Liverpool have a thing for Dutch centre-backs.
Virgil Van Dijk kicked it all off. The Reds had to wait six months to sign him. But he was worth the wait. He wasn’t the only Dutch defender the club tried to sign during the summer of 2017.
Perr Schuurs was a name mentioned. Starring for Fortuna Sittard at a young age, his commanding performances and versatility resulted in Europe’s elite courting him. He eventually signed for Ajax and looks set to replace Matthijs de Ligt for the Amsterdam club next season.
The Reds have made it a hat-trick of Dutch centre-backs with the signing of Sepp Van Den Berg. The 17-year-old caught the eye for PEC Zwolle during the 2018/19 season and reportedly looked set to join PSV until Liverpool intervened.
Ajax and Bayern Munich had also tried to lure the talented teen away from MAC³PARK Stadion but Van Den Berg has opted to continue his development alongside compatriots Van Dijk and Hoever.
In a world of big money movers, a £1.9million move for a 17-year-old with fewer than 1,000 Eredivisie minutes to his name won’t make much of a splash. But this could turn out to be a genius signing by Liverpool down the line.
— KeySports Management (@KeySportsMGMT) June 25, 2019
According to the Evening Standard, the club feel the Dutch starlet is showing a similar potential to that of Joe Gomez when he was at Charlton Athletic. The England international, when fit, kept pace with Van Dijk earlier on in the season, even stealing the spotlight away from the PFA Player of the Year in some matches.
If Van den Berg develops as expected, the Reds have saved themselves £60million.
But what convinced Liverpool to make the teenager their first summer signing, and why is he being tipped to be involved with the first-team as early as next season?
Flagged in a piece by the Liverpool Echo, he was one of only ten teenage centre-backs to have played 750 minutes or more across the Eredivisie or any of Europe’s top five leagues.
Trust, leadership and confidence can’t be quantified but all were key in him getting into the first-team. There’s a maturity to his game you rarely see in a young defender. It’s an attractive trait and presumably one of the reasons he caught the eye.
In terms of stats, it’s always tricky to judge defenders. A busier defender will have better stats purely because they’re having to do more work. Does that make them a better defender? Most of the time, no.
So while his numbers, on paper at least, don’t scream amazing defender, there’s a lot of content needed. For example, the 2.09 attempted tackles per 90 show he’s not overly busy in that sense. It’s the same with the 1.39 interceptions. Aerially he’s not tested often, competing for 3.4 on a per 90 basis. At 6ft 3ins, however, he’s going to be of use in that area.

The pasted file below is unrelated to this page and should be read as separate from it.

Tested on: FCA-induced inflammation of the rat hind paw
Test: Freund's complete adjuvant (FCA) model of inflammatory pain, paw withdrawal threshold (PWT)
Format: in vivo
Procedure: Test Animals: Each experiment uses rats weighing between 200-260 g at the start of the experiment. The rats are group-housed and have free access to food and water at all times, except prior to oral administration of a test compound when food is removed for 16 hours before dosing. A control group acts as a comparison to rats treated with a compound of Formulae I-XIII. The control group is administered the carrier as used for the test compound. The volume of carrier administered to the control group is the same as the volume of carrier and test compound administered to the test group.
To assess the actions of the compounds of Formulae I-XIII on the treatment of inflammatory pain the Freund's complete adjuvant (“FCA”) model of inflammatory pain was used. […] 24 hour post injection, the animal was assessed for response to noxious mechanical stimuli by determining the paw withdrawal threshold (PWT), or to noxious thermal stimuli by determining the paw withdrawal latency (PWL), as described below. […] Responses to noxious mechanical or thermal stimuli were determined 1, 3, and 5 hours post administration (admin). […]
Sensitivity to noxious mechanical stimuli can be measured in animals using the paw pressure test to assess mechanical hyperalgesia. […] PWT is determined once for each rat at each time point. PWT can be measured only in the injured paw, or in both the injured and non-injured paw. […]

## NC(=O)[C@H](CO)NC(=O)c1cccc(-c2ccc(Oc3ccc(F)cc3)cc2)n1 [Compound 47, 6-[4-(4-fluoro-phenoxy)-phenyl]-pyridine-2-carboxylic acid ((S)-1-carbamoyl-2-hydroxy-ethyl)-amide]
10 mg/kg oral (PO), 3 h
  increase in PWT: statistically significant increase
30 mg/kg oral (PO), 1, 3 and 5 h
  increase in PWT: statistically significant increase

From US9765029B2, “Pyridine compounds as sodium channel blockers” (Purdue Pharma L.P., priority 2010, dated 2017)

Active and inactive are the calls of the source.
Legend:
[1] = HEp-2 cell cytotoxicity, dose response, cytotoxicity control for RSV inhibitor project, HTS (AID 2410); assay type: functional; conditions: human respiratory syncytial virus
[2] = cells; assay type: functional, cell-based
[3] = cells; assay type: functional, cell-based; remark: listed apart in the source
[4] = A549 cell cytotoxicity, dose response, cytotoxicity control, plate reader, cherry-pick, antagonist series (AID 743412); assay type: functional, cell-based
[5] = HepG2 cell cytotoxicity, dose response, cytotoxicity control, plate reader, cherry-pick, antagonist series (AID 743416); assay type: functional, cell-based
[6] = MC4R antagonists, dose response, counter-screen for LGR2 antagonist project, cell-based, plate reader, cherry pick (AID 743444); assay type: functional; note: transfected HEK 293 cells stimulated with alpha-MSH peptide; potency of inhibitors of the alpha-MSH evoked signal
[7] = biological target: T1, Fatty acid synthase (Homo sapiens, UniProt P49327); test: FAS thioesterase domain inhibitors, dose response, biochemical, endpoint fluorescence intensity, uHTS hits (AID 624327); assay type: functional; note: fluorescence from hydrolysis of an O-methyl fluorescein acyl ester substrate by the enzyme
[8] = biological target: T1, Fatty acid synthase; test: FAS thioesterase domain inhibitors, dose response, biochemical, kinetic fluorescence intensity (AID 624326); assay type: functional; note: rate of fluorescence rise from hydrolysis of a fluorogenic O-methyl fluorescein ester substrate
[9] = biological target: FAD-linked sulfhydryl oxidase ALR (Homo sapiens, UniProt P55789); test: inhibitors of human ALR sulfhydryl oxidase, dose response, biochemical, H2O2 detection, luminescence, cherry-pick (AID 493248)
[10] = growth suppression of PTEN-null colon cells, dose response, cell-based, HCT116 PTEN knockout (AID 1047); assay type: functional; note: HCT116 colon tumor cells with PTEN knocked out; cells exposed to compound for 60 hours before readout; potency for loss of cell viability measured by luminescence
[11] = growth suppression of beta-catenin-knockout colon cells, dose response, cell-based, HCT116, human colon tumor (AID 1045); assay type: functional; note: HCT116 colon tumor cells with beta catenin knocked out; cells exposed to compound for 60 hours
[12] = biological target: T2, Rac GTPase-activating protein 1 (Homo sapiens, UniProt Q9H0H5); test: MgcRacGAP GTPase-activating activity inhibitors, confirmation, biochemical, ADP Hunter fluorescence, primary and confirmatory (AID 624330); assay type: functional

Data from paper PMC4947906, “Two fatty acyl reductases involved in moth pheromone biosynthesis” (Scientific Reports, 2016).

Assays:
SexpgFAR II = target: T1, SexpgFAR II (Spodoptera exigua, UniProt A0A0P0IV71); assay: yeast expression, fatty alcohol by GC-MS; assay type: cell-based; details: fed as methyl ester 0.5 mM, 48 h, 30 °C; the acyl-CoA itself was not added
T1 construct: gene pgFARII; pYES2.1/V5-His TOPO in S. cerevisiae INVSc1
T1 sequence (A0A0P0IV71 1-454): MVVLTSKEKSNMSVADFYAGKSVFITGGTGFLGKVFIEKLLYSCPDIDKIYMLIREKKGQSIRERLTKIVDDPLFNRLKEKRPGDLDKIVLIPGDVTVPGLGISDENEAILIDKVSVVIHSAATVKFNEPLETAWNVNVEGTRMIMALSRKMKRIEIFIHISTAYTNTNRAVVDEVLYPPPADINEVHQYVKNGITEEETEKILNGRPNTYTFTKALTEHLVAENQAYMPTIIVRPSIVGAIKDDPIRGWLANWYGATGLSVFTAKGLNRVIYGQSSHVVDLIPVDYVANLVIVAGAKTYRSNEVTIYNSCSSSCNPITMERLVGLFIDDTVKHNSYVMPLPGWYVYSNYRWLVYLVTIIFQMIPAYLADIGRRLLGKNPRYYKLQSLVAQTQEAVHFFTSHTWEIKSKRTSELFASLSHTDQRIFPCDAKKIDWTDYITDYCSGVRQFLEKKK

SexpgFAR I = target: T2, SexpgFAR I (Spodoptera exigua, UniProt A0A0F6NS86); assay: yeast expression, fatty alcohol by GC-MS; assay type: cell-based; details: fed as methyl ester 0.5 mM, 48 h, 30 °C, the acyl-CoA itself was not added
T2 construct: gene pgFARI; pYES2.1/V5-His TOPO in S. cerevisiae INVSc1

But these numbers are in the current system he’s being deployed in, that isn’t to say they won’t spike in a different system when he has to do more of one thing.
The key stats to take from the graphic above are his passes attempted and his pass accuracy. He’s used to seeing a fair amount of the ball, averaging 54 passes per 90, and he’s fairly accurate, despite playing a number of long balls, close to six per 90.
"I’ve seen what kind of players from the Academy grew into the first team here. It is unbelievable, especially when this kind of big club does that." ✊ pic.twitter.com/Uep7fwEtTM
— Liverpool FC (@LFC) June 27, 2019
The centre-backs at Liverpool often average the highest number of passes in a game. They have to be confident and composed on the ball, and Van den Berg is just that.
The 17-year-old is rarely dispossessed, just once in the Eredivisie last season despite averaging 0.4 dribbles per 90. He steps into midfield, similar to Gomez and Joël Matip, and slaloms his way past opponents before picking out a pass with either foot.
However, he’s also got the Van Dijk-esque ability to play a pass over the top and into the channels with unnerving accuracy and ease. He completes an impressive 65 per cent of his long passes.
He plays 25 per cent of his passes forward, similar to the Liverpool No.4, and ten of his 54 passes come in the opposition’s half of the pitch. The teen likes to step up and defend in a high line. On average he wins 2.1 possessions in the middle third per 90.
Van Den Berg also appears to be confident when defending one-on-one in wide areas. Some centre-backs struggle here but the youngster manages the situations well. In this Liverpool team, with the full-backs often high up, it’ll be a good skill to have.
One area of his game he will have to improve upon is just how often he goes to ground. He times his tackles well but in the Premier League you’re asking for trouble if you slide in a lot of the time. However, learning from Van Dijk should see him develop that part.
He’s got the makings of a high-level centre-back who is ideal for a possession-based side. His signing could well be another Michael Edwards masterclass.